Monasterio de San Jeronimo, Granada
The Catholic Monarchs ordered the construction of this monastery, which started in 1496. It was the first monastery built in Granada after the conquest. Gonzalo Fernández de Córdoba, known as el Gran Capitán since he was a reputed general in the period of the conquest of Granada, was buried here and her widow financed the end of the construction.
All the stones used for its construction were taken from the Arab gate of Elvira.
The monastery has two cloisters. One of them was the residence of Carlos V’s wife, Isabel de Portugal, when she lived in Granada. This one cannot be visited since a community of monks lives in this part of the monastery, but you can see part of the cloister through a door (pic 2).
The cloister we can visit (pic 3) has a courtyard with orange trees in the center. There are 36 semicircular arches with shields with the initials of kings, the first Archbishop of Granada and the monk Jeronimo Hernando de Talavera. Walking along the cloister we see the refectory, some chapels, the chapterhouse and other rooms.
Finally we arrive at the church of the Monastery, richly decorated. The main altarpiece is a landmark in the Andalusian sculpture. The altar is one of the best works of Gil de Siloé. The decoration of the church highlights the military and the heroic grandeur of Gonzalo Fernández de Córdoba, the Great Captain, who is buried in the crossing.
This was the first temple ever consecrated to the Immaculate Conception of Mary.
Summer: Monday-Sunday from 10:00 to 13:30, and 16:00 to 19:30
Winter: Monday-Saturday from 10:00 to 13:30, and 15:00 to 18:30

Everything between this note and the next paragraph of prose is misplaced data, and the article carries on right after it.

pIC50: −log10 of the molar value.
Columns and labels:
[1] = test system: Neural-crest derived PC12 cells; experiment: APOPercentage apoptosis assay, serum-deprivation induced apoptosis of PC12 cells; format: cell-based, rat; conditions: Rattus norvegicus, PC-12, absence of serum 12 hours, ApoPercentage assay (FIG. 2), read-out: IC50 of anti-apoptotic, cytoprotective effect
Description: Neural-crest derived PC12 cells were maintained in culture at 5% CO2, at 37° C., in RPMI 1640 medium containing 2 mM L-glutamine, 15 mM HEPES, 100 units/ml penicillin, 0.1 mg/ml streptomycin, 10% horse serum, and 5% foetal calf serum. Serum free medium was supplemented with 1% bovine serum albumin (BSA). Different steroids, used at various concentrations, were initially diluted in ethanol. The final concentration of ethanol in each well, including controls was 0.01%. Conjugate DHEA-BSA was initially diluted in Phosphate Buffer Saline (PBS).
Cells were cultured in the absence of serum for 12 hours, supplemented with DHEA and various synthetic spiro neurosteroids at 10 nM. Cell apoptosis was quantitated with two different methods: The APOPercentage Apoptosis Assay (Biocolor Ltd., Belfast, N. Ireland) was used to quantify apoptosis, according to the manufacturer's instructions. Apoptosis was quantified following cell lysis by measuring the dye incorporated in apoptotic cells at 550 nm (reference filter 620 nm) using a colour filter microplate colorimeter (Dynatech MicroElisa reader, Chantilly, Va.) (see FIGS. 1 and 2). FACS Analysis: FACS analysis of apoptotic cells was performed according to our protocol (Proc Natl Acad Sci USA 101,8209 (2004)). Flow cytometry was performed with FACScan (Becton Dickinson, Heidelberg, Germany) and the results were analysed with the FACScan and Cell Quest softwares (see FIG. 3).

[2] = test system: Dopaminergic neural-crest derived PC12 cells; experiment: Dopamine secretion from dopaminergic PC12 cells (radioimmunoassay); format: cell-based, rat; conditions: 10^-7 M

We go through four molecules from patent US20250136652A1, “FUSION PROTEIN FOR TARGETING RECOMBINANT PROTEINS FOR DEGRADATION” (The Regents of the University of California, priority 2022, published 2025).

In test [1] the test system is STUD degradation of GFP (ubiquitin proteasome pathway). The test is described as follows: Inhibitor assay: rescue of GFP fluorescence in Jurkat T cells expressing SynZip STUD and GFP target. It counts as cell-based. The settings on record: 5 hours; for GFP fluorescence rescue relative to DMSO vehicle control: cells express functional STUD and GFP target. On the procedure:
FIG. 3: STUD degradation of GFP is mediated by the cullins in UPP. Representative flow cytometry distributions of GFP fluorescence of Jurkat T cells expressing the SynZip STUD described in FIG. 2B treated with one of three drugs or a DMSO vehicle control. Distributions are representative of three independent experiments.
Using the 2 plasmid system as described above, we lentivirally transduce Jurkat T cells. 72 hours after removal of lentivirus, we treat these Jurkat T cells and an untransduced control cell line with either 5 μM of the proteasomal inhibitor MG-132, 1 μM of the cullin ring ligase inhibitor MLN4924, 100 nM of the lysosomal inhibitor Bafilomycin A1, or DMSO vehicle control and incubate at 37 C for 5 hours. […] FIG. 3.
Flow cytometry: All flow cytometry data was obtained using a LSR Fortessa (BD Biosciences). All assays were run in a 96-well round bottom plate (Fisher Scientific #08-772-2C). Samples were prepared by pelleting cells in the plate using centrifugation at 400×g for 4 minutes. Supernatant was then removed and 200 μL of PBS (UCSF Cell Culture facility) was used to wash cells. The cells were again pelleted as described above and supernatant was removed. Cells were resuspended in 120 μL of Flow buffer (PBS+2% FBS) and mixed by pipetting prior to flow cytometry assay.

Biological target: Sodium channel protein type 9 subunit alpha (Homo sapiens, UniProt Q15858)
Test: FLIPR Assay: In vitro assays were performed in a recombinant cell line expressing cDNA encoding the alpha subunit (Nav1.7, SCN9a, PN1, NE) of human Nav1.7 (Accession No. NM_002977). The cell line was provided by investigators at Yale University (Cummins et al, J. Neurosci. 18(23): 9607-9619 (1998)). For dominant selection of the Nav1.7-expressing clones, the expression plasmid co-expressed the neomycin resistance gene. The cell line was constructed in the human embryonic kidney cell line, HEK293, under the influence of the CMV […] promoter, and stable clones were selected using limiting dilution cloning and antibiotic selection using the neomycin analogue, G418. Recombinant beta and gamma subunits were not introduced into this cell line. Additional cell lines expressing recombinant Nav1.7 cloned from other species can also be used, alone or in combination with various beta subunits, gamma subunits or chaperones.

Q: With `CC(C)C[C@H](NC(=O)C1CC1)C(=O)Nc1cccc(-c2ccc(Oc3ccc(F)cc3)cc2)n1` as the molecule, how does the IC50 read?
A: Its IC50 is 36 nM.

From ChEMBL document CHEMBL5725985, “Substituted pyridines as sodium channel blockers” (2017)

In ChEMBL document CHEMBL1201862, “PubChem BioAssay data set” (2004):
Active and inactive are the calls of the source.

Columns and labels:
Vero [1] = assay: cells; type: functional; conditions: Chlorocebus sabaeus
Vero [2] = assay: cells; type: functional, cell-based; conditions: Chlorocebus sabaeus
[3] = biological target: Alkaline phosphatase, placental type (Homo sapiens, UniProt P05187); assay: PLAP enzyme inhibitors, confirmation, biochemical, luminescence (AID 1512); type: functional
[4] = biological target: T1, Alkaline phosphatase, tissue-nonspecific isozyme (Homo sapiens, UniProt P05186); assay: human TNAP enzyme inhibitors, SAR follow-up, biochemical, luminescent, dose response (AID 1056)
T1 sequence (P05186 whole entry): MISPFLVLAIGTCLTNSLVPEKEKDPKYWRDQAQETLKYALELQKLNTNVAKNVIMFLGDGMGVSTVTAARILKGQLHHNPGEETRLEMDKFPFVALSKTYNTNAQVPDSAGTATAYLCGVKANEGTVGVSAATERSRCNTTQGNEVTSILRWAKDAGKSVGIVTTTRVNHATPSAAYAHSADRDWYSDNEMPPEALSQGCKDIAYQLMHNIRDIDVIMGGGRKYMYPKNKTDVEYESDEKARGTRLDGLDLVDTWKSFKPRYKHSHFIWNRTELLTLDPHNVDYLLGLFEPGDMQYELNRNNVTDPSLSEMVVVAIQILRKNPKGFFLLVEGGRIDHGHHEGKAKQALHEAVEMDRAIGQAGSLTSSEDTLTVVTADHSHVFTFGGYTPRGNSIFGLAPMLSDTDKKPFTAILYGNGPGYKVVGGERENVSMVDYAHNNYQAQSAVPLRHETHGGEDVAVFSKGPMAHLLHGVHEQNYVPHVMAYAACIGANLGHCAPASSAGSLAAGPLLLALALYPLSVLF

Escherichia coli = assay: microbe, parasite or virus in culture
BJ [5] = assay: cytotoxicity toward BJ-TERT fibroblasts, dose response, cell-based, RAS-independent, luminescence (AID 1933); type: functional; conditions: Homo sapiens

If you just go to the Alhambra, Capillia Real and Cathedral and think that you have 'done' Granada, you will have missed some hidden gems. The best of these is the Monastery of San Jeronimo.
The monastery was founded by the Catholic Monarchs and handed over to the Hieronymite order. In 1523 the Duchess of Sesa obtained the main chapel to use as a family vault. Her architects converted the Gothic structure into the Renaissance style.
Inside is a cloister filled with citrus trees (orange, lemon and lime) edged with jasmine. In the morning the sweet, cloying scent was almost overpowering. Walking anti-clockwise round the cloister, I came to the refectory, which was simply furnished with wooden benches, whitewashed walls and wooden ceiling. The chapter house and sacristy were in a similar simple style, with some religious paintings and statues. There were also memorial stones for members of the monastic community in the cloister floor.
Finally, I came to the main church, which was a total contrast, with deep ceiling relief, painted walls and ceiling and gilded altarpiece. The Duchess' architects had really gone over the top. A recording of baroque music was playing. I had the place virtually to myself and it was very atmospheric.
The exterior has allegorical figures of Fortitude and Industry.
The monastery is open April –Oct 10.00-2.30 and 4.00-7.30, Nov-Mar 10.00-2.30 and 3.00-6.30. Admission €3.50.
the monasterio de san jeronimo was designed by siloe and was built between 1496 and 1547. the monastery was commissioned by the catholic monarchs in their building plan for granada after the reconquest. inside of the monastery are beautiful patios and gardens.
Built in the XVI century. Enter the gate and walk in the yard and watch it from the outside. If you want to visit the cloister it will be 2.10 euros. It's worth visiting it. While walking in the cloister it smells very well, of orange. It's due to the orange trees in the centre (like in a lot of areas in Granada). In the cloister you'll see some open doors. You can enter to see the rooms.
Mornings: 10.30-13. Afternoons: 16-19.30
It's located really close to Hospital de San Juan. When you go out of the hospital turn right and take the first street on the right. Walk some metres and on the left side it's the gate to enter.